Backstory and Context
From the outside, the white church looks like many others dotting the New England countryside. Inside, however, its uniqueness becomes apparent. The chapel pews are flanked by wooden dogs. A series of carved dogs serves as an altar. The stained glass windows, obtained from an old church and modified, feature panels depicting dogs in a variety of scenarios: licking ice cream, playing, and flying heavenward. Thousands of photos and notecards paper the walls, left behind by visitors, often in memory of their departed pets.
An accomplished artist, Huneck’s wide-ranging skills include painting, carving, and furniture making. Several of his pieces are kept in the Smithsonian Institution. Huneck also produced ten illustrated books featuring his dog Sally, including My Dog’s Brain and Sally Gets a Job.
Beach, Laura. The Art of Stephen Huneck. New York: Harry N. Abrams, 2004.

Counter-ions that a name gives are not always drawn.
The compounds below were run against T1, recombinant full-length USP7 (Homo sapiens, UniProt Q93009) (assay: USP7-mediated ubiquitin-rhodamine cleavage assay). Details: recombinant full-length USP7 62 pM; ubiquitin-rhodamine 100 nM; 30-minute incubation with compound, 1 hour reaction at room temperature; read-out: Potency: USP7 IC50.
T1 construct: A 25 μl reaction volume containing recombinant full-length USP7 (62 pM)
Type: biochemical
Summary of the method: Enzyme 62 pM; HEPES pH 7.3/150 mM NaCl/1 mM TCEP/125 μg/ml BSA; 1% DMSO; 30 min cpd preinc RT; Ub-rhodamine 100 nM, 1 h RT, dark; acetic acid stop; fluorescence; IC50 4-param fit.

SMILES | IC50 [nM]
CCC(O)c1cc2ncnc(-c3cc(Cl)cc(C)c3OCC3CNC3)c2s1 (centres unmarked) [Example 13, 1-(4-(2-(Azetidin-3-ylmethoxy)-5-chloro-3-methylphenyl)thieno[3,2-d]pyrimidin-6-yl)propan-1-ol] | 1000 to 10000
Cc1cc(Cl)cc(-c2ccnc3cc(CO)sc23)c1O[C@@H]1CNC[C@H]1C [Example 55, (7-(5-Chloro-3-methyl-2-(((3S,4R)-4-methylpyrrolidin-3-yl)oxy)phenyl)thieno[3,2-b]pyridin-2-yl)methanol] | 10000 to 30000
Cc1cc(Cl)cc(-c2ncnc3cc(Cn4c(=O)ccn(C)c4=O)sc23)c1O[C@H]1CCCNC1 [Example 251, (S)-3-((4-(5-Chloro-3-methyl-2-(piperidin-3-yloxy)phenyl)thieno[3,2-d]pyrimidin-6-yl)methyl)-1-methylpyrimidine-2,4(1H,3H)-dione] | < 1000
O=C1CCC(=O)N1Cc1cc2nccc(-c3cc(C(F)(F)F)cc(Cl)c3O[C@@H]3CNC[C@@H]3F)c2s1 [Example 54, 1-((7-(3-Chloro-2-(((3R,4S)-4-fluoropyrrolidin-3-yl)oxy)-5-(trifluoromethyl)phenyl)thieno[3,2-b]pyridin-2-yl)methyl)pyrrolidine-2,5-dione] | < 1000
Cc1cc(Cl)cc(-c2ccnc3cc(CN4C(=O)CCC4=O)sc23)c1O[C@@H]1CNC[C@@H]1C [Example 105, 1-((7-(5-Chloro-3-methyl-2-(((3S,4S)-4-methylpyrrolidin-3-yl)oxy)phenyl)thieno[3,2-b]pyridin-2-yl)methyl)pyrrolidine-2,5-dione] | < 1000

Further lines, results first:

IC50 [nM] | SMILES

Clarke, Alice. "National Dog Appreciation Day--August 26." Smithsonian Libraries. August 26, 2010. Accessed February 13, 2017. https://blog.library.si.edu/2010/08/national-dog-appreciation-dayaugust-26/#.WKH3lvkrLIW.
Congdon, Kristin, and Kara Hallmark. American Folk Art: A Regional Reference. Vol. 1. Santa Barbara, CA: ABC-CLIO, 2012. p. 18.
Harris, Alison, and Leo Evangelista. "It's a dog's life." Houghton Library Blog. October 11, 2013. Accessed February 13, 2017. https://blogs.harvard.edu/houghton/2013/10/11/its-a-dogs-life/.
Huget, Jennifer. "Going to the Dog Chapel...." Washington Post, July 06, 2003. http://www.washingtonpost.com/wp-dyn/content/article/2003/07/06/AR2005041501411.html.
Huneck, Stephen. The Dog Chapel. New York: Harry N. Abrams, 2002.